“The T Swift Effect” aka “The Taylor Effect” sounds like a seismic happening. If Taylor Swift has ever held a concert in your town, or if you have a Swiftie in your family, you already know that “seismic happening” is an understatement. “The T Swift Effect” refers to the economic boost in cities where Taylor Swift holds concerts, as well as the significant sales spike of any event or product with which T Swift is peripherally associated.
Consumers have accumulated savings and the desire to attend live events over years of quarantines and lockdowns. Their resulting Carpe Diem attitude manifests in the phenomenon of attendance at live concerts and events driving more spending than ever before. This phenomenon is called “Funflation.”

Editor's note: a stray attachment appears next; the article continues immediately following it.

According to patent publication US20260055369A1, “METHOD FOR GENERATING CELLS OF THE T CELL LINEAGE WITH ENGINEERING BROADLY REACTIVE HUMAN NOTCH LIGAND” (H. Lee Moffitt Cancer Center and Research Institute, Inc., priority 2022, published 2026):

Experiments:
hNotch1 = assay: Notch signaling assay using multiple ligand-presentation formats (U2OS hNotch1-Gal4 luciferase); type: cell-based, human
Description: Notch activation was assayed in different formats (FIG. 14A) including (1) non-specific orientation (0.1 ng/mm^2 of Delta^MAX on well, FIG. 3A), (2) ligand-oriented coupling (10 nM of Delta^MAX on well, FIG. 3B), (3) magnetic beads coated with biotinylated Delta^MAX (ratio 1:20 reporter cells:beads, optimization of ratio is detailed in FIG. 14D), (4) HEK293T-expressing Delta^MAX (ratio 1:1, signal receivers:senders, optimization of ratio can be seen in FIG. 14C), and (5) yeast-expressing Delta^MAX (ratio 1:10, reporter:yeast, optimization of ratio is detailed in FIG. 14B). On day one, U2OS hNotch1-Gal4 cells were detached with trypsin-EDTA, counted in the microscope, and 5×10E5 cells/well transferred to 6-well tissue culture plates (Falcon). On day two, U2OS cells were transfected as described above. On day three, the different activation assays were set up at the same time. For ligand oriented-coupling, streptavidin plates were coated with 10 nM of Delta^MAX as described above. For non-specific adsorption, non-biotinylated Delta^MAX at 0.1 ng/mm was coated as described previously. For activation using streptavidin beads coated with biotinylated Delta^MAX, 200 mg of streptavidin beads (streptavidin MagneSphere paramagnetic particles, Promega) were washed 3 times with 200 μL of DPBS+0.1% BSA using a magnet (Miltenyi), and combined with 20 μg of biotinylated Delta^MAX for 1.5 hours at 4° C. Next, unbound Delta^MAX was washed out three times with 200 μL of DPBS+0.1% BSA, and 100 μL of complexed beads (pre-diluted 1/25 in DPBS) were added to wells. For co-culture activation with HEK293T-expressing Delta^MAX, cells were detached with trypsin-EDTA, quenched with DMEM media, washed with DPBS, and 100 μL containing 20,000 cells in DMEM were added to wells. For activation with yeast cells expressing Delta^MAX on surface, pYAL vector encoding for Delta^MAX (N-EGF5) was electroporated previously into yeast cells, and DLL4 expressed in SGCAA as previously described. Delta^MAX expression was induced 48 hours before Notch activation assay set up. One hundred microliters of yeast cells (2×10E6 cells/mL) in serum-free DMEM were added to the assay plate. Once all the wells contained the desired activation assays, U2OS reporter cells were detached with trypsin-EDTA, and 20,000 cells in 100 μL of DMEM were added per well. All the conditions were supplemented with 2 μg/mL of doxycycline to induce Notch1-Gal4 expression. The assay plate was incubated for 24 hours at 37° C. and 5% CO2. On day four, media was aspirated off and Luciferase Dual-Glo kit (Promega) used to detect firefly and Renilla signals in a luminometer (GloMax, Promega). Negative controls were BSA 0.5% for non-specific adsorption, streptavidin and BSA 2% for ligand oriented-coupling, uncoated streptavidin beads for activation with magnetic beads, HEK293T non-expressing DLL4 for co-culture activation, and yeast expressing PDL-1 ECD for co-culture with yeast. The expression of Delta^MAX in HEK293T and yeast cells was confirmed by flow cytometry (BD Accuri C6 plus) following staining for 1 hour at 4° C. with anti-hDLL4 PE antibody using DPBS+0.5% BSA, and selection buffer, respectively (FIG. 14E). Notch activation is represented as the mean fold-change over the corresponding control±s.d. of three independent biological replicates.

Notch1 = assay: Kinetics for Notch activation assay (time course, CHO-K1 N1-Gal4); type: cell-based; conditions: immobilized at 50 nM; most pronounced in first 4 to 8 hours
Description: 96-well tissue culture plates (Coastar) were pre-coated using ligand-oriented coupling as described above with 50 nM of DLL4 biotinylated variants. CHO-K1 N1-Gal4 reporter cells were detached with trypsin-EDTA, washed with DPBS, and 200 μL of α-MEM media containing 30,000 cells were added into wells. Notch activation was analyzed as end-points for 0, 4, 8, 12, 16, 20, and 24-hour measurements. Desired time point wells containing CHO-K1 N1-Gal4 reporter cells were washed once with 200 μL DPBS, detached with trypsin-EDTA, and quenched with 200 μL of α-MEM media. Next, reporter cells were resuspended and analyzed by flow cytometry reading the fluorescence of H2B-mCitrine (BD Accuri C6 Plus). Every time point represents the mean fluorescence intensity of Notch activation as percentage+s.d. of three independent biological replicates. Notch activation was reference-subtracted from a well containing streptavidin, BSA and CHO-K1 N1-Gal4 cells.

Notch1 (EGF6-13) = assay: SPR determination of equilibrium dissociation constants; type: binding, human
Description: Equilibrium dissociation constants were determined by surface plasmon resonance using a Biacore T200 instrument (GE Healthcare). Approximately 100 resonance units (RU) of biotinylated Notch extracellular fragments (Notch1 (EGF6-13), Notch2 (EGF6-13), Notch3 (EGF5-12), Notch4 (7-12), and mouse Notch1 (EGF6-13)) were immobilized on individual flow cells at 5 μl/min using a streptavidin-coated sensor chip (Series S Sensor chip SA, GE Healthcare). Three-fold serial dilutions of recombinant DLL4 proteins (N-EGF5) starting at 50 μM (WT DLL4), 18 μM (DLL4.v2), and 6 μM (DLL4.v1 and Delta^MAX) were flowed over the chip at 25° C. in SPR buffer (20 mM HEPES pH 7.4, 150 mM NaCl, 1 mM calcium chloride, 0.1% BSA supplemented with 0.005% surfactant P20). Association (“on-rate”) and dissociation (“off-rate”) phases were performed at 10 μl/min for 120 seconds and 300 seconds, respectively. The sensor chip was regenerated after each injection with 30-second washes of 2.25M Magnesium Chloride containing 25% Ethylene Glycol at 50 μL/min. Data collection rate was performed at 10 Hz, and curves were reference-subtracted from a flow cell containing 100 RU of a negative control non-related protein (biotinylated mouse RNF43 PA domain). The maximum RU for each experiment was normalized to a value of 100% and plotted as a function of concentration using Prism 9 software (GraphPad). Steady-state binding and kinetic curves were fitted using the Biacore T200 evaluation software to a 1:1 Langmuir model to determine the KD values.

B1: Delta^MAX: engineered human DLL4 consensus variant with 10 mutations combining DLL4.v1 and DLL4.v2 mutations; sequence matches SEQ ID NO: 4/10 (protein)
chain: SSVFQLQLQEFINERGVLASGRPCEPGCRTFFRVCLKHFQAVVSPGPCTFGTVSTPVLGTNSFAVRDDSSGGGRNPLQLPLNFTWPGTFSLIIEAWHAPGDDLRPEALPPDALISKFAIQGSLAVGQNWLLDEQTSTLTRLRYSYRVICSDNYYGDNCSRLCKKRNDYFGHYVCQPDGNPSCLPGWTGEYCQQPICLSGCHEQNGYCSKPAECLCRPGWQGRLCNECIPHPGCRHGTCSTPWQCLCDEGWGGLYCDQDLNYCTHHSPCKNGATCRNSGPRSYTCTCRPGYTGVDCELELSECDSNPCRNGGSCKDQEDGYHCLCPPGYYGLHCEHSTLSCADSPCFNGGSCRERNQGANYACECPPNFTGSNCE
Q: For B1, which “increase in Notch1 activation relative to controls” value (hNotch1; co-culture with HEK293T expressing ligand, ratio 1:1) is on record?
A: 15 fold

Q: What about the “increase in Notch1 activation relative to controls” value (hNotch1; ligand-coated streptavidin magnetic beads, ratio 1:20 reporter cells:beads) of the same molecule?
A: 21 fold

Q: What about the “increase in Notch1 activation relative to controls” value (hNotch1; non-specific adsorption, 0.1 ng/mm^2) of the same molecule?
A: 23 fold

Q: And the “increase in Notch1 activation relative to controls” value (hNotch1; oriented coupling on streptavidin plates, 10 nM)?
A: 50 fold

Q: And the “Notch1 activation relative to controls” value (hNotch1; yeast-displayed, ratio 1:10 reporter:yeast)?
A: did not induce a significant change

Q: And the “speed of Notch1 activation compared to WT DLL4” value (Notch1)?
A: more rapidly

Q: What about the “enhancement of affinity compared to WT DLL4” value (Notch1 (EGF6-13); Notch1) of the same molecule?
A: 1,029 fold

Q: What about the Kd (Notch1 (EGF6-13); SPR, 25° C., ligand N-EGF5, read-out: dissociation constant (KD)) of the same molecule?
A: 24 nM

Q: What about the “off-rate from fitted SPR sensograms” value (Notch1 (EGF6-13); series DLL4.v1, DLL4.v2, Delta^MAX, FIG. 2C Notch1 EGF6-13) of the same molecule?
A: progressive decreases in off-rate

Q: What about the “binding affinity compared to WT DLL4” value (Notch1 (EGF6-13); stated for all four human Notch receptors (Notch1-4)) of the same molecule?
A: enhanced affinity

T Swift’s Impact on Peripheral Sales
Taylor Swift could give King Midas a run for his money because anything she’s even loosely associated with turns into gold. Case in point: Travis Kelce jersey sales saw a 400 percent spike after he was rumored to be dating Taylor Swift. If that isn’t enough to prove Taylor Swift can cause success by association, how about Kelce’s mom locking down a State Farm Ad with Ryan Reynolds’ marketing company shortly after she was filmed sitting next to Taylor during a game?
The T Swift Effect isn’t a niche trend, but rather evidence of a social contagion with a significant global economic impact. Taylor Swift concerts and merchandise sales have gone beyond the usual modest boost to the local economy to help boost Gross Domestic Product (GDP) sales by 3.7 percent. As Chris Manderfield, director of KeyBank’s consumer bank deepening and lead management, told Quartz, “Taylor Swift’s Eras concert tour contributed to the marginal growth [of GDP], bringing sold out crowds, hotel and restaurant spending to cities across the country.”